I posted my request to shoot a birth and I was grateful at the large response. I am lucky to be surrounded with community that offers so much support.
Stacey reached out to me after my sister and their other co workers mentioned it to her, and she told me she was due within a week. Having struggled with infertility for 4 years, this was a baby Staci and her husband had fought for. Infertility I can imagine, feels similar to mourning a death in a way, as it’s the fear and heartache of not being able to birth a baby that very much exists to you. After 4 years, they found out there baby was ready to come. The people that got to be in the room in that moment felt the weight of how long they had waited, and the renewal of having the day finally arrive. Staci is a bad ass, and everyone that was there knew it.
She had told me the day she planned to be induced, and I made my schedule available. A few nights before, I found myself up in the middle of the night, unable to sleep. At 3:30 AM I got a text from her saying her contractions had become really strong and she was being admitted to labor and delivery. She said the doctor told her she wouldn't start pushing until later that morning. I got up, grateful I was awake to receive the text, and began my morning routine. I got centered and texted my other commitments through out the day to let them know I may be unavailable as I was shooting a birth that day.
Around 6 AM she texted me saying she's going to be pushing in 40 minutes. I grabbed my bag, downed a quick cup of coffee, and headed to the AF delivery room.
Stacey was there with her husband, twin sister, and sister in law. She was apologizing to me from the moment I walked in and I wondered if she knew how much I wanted to be there. That this was as much for me as it was for her. I considered it a gift and a privilege, this opportunity.
More of her family showed up, and soon the delivery began. More and more, I felt the sacredness of what I was capturing. I knew right away, I wanted to do this again, and again.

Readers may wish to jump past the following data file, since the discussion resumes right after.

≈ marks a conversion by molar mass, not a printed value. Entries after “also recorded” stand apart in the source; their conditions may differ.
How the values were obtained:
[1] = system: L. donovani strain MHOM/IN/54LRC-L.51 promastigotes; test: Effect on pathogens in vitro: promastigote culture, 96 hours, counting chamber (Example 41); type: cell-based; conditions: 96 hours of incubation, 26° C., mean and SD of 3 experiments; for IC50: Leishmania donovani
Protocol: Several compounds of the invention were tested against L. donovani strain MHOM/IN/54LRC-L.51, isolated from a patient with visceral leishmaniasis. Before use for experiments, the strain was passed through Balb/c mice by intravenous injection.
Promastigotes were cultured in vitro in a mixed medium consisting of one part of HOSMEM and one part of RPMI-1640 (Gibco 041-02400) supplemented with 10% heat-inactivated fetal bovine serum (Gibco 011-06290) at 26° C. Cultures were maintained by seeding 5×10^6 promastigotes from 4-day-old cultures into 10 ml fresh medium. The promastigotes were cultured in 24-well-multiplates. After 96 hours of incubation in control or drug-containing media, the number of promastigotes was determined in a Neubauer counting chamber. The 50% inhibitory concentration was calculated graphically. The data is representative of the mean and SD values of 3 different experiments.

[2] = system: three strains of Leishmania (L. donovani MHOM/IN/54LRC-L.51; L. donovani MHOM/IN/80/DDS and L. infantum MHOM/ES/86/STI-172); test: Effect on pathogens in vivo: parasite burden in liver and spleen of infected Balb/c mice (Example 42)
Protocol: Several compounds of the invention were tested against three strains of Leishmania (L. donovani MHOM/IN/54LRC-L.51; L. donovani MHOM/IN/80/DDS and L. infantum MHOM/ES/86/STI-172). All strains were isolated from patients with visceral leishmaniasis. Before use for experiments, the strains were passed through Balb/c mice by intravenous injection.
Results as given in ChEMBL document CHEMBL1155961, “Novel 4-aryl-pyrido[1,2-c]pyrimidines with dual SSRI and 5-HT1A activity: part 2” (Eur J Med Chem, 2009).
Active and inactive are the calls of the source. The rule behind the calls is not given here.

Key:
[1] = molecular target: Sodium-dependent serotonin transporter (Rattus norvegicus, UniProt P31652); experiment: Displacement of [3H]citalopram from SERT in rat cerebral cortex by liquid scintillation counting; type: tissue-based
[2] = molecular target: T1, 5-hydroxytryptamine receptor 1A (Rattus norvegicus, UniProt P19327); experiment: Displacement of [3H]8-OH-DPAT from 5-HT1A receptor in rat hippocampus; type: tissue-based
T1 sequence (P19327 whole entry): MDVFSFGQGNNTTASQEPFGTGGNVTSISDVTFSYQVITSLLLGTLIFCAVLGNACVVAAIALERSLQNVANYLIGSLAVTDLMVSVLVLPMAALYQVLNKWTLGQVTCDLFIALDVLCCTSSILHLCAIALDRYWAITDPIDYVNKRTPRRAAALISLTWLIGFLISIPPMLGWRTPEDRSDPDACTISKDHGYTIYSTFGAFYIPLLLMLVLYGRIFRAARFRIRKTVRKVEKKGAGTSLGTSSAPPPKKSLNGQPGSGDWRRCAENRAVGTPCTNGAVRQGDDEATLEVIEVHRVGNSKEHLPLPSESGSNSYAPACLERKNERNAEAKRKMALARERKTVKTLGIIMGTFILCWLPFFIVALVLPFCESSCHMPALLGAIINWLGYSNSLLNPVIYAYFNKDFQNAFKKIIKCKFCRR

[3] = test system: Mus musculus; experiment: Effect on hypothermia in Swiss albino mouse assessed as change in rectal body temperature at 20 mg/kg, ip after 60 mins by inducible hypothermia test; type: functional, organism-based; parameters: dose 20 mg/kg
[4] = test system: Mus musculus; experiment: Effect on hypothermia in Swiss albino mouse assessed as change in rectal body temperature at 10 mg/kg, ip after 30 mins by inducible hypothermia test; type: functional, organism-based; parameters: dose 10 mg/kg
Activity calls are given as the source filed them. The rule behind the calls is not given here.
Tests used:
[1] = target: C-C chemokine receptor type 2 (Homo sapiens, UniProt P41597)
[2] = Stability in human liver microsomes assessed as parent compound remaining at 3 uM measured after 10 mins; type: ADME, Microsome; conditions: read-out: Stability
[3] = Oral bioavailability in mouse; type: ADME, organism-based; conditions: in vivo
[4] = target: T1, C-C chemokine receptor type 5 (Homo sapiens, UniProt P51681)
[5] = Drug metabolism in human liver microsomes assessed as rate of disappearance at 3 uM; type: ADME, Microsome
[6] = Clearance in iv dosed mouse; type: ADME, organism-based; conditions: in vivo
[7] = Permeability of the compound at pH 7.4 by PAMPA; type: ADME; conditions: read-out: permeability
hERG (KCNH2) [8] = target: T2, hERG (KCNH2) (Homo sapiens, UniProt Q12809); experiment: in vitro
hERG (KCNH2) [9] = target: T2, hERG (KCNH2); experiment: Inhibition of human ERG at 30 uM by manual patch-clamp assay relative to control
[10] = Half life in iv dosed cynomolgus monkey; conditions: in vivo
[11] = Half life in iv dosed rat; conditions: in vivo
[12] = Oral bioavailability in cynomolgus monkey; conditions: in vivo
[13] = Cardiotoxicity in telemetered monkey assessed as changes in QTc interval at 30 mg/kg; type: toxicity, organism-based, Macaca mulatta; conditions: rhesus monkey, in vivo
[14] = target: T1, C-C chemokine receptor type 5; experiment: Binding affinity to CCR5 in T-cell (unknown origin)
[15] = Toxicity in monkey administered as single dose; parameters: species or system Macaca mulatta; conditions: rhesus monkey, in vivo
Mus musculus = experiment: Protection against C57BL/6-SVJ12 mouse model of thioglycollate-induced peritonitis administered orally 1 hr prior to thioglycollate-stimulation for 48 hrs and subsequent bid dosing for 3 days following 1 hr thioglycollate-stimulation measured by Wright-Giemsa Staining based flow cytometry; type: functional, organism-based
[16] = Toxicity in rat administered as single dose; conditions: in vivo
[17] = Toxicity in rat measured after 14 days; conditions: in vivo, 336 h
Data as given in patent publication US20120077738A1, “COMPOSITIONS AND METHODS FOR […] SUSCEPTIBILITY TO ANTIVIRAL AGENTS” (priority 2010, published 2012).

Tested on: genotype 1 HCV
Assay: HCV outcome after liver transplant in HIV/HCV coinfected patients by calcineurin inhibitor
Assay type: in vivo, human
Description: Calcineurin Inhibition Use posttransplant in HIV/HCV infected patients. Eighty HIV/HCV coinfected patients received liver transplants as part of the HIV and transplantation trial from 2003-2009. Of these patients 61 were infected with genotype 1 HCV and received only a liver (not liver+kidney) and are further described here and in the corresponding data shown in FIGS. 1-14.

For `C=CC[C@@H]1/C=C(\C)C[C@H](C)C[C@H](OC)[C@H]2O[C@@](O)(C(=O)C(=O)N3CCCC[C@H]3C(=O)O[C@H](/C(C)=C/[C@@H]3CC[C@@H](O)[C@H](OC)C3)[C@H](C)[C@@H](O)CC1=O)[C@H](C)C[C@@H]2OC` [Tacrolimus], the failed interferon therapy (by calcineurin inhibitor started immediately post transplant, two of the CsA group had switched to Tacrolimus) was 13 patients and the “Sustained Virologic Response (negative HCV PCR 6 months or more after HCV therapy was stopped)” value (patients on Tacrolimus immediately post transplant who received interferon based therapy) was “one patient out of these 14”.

Seeing Stacey and baby Madden meet, seeing the oxygen fill his lungs and hearing him scream for the first time, I thought again, about the human heart. That learning to navigate this world with our full hearts, also means exploring the wilderness of our discomfort. That hospital room was filled with love and also with pain. That motherhood is a commitment to allowing both to exist at once. And heart centered living, it's a commitment to the same thing. It means being led to unknown places, to shitty experiences, to beautiful experiences, and it always means one thing:
To explore further.
To let pain be a message that we are meant to wander in, instead of away.
These borders we reach, they are in fact bringing learning, love and the gift of being fully present to what is present to us right now.
I realized that when I wanted to escape the dark and painful void of empty arms, empty promises and commitments, loneliness and suffering. These were actually a chance to step toward the edge. To bring to light the uncharted territories of my life, and to explore them further. To dive deeper. To breathe all the way down to the root.
It is in this, that we come back to ourselves, and back to the things that are meant for us. It is here we discover what was beyond the borders all along.
Have you seen anyone look more beautiful while giving birth?!
Also, I'm still capturing birth stories and if you or someone you know is giving birth soon, I would love to capture it. Shoot me a message here or on my Facebook.